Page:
But just because their habitats have changed and their numbers proliferated, doesn't mean they are an entirely new species. Rather, "obsessive compilers," as Loveland and Reacle call them, have been around for a long time -- at least since Pliny the Elder wrote his 37-volume Natural History in ancient Rome. Over the centuries, obsessive compilers have been behind not just encyclopedias, but dictionaries, medical texts, histories, and even object collections, such as herbaria. Loveland, of the University of Cincinnati, and Reagle, of Northeastern, point to examples such as Louis de Jaucourt, who wrote some 25 percent of Denis Diderot and Jean Le Ron D'Alembert's Encyclopedie and James Tytler, who assembled the second edition of the Encyclopaedia Britannica. Today's Wikipedians may have less visibility than the compilers of the past, but they are motivated by the same compulsive urge to collect knowledge and organize it.
Another similarity between encyclopedias of old and Wikipedia: the process of building upon existing work bit by bit, or what the authors call "stigmergic accumulation." Now, that's a mouthful, but it's also a great metaphor. "Stigmergy," they write, describes "how wasps and termites collectively build complex structures by adding to the product of previous work rather than by communicating directly among themselves."
We tend to think of older encyclopedias as independent works, created by their authors and editors afresh in pursuit of greater depth and accuracy. Not quite, the authors explain. In a time before copyright protections, reference works were rife with "borrowing." Scottish "pirates" reprinted Ephraim Chambers' 1728 Cyclopaedia in its entirety, which itself borrowed heavily from the Dictionnaire de Trevoux. "Indeed," Loveland and Reagle write, "Chambers avowed that the Cyclopaedia contained 'little ... new, and of my own growth." Men like Chambers were always a bit author, a bit compiler, a bit borrower, a bit editor. If Wikipedia complicates the notion of "authorship," it's not as though that notion were ever simple to begin with.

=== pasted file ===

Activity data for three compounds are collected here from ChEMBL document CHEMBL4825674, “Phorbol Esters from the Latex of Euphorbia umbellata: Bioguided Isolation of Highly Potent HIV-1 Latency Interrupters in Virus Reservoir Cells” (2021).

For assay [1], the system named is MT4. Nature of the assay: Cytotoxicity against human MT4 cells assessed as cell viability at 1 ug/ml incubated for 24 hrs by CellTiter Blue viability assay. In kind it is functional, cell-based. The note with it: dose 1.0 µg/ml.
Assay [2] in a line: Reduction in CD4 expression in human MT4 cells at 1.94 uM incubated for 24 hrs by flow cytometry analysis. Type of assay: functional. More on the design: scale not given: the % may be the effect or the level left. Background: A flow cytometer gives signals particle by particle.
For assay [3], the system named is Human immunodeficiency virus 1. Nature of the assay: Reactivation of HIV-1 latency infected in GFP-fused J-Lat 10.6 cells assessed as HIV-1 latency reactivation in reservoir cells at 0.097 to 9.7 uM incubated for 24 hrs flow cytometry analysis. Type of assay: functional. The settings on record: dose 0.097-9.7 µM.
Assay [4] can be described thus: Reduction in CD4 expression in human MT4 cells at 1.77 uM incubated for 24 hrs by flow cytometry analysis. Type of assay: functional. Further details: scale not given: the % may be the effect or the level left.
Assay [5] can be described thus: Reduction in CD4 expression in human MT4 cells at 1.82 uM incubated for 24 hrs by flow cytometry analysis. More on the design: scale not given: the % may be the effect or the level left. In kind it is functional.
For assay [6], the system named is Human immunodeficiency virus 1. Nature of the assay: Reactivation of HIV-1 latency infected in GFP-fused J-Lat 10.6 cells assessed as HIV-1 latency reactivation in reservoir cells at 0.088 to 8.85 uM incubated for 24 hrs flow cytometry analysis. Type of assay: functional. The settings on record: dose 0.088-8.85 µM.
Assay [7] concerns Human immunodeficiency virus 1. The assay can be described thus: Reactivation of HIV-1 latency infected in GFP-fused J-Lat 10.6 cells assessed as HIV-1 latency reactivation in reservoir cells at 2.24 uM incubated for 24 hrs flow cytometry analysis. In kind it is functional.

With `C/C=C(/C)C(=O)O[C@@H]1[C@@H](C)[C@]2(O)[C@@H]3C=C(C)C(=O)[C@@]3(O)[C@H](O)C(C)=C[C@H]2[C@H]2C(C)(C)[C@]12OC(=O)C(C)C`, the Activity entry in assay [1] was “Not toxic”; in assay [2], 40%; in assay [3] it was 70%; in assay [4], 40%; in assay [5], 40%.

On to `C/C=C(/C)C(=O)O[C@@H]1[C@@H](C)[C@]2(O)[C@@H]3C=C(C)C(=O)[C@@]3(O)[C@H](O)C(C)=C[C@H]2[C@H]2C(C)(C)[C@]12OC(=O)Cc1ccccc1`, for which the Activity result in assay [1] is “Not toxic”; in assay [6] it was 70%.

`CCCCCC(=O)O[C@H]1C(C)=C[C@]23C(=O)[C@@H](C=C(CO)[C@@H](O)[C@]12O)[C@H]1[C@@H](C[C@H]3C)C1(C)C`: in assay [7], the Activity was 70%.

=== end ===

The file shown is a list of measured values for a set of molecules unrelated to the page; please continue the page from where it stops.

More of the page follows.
Even Wikipedia's open ideology has antecedents during this period. Diderot announced that people were free to reuse the art from his Encyclopedie -- "a stance," the authors note, "probably meant to justify his and his colleagues' appropriation of illustrations from the 'Description des arts et metiers.'"
Perhaps most of all, the originality of Wikipedia's collaborative approach is suspect. Massive works of reference almost by their nature require the input of many people. Diderot's and D'Alembert's Encyclopedie had around 140 different specialists make contributions. The Oxford English Dictionary is famous for its collaborative process, to which thousands of people contributed slips of paper noting the appearance and context of unusual words.